Dr Olivier Baillet awarded the Special PhD Distinction Jaques-Mourgeon by the SFDI

11 May 2021

On the 6th of May 2021, the Société française pour le droit international (SFDI) awarded Dr Olivier Baillet, Senior Research Fellow in the Department of International Law and Dispute Resolution, the 2021 Jacques Mourgeon Special Distinction for his doctoral thesis.

The Jacques Mourgeon Prize was established in 1998 to mark the fiftieth anniversary of the Universal Declaration of Human Rights. Initially known as ‘Prix des droits de l’homme’, it has been renamed in 2005 after its founder, Professor Jacques Mourgeon (1938-2005).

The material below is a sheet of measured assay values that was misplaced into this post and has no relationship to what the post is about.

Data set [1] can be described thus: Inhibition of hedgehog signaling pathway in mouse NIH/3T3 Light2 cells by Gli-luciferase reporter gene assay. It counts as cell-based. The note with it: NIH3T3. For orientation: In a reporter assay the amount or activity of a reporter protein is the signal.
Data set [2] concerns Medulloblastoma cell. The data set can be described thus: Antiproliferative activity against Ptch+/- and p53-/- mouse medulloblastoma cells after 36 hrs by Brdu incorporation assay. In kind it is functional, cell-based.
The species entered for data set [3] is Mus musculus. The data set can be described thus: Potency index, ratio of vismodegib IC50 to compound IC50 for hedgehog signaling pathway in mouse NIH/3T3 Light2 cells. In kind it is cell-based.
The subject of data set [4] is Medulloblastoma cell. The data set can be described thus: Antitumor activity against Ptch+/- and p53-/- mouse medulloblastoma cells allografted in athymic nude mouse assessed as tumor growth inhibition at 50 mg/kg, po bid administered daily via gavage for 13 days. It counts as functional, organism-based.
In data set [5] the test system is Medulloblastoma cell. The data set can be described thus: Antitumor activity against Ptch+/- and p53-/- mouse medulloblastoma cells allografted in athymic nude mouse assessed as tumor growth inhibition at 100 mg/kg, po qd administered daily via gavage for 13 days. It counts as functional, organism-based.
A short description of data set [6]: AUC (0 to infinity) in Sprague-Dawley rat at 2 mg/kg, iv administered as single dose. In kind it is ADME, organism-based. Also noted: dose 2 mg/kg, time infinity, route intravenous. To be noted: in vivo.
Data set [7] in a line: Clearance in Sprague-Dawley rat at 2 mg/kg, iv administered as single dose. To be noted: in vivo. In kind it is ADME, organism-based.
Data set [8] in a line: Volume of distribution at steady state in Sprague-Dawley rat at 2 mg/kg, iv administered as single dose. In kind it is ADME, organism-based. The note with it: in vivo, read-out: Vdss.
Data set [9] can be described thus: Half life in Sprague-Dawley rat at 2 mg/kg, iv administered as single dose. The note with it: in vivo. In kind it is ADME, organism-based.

Dr Olivier Baillet’s thesis, entitled <em>L'économie dans la jurisprudence de la Cour européenne des droits de l'homme (Economics within the case-law of the European Court of Human Rights)</em>, reviews the relationship between economics and rights. Human Rights and the economic system entertain an ambivalent relationship. These rights have sometimes been accused of bringing about capitalism, while they represent for others useful means of correcting its excesses. These differences have led to the distinction between “political and civil rights” and “economic and social rights” which somewhat obscures the full extent of both conflicts and concurrence between the two systems. The lack of political consensus gave birth to a legal instrument conceived as being deprived of any economic purpose. Recent strategies of States in terms of ratification and reservation suggest, however, that it has acquired some degree of economic normativity. The study of the case-law of the ECtHR shows the extent and the way the interactions between rights and economics unfold. Economics are incorporated as facts but also as the object of European rights, which then partially substitute for absent economic freedom and rights. Some enduring contradiction between the Convention and economics nonetheless leads the judges to adapt conventional rights and obligations. This adaptation is again ambivalent, as it is can pursue the preservation of the mechanism’s integrity as well as the preservation of the specificities of the economic system. Though pervasive, economic matters remain perceived as inferior to supposedly “non-economic” traditional conventional values. While the Court undeniably legitimises the existing economic order, it seeks, not always successfully, to prevent the Convention from turning into the legal foundation of a European economic order.